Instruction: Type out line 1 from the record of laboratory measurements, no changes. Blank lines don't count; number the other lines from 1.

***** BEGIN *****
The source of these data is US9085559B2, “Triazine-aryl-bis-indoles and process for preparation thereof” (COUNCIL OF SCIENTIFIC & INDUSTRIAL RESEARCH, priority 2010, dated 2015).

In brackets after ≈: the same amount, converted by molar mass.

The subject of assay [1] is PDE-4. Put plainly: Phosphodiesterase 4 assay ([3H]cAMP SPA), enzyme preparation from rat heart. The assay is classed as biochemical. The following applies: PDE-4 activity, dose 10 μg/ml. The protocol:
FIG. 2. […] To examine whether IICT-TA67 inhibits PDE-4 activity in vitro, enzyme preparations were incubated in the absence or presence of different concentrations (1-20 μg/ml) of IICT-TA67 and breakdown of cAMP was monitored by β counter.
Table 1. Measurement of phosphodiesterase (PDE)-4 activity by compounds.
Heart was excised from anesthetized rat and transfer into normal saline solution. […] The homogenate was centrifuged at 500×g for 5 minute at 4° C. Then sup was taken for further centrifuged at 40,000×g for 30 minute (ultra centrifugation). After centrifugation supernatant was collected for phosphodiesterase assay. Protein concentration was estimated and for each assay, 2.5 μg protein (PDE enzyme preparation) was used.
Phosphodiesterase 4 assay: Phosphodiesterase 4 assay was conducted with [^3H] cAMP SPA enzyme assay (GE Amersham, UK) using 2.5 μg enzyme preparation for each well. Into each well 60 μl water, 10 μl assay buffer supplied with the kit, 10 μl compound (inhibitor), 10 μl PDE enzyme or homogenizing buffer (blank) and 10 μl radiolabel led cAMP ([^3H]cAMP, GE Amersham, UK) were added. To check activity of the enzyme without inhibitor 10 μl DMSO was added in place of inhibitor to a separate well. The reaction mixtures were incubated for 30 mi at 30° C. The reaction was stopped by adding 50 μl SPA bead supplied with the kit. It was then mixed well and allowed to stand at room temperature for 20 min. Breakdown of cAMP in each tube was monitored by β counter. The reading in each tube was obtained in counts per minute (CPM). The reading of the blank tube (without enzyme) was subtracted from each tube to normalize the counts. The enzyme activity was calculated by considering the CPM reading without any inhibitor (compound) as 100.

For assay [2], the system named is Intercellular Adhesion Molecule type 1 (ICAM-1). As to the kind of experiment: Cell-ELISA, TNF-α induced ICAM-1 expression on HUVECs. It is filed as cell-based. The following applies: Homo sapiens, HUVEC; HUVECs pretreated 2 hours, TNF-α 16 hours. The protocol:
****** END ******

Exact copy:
The source of these data is US9085559B2, “Triazine-aryl-bis-indoles and process for preparation thereof” (COUNCIL OF SCIENTIFIC & INDUSTRIAL RESEARCH, priority 2010, dated 2015).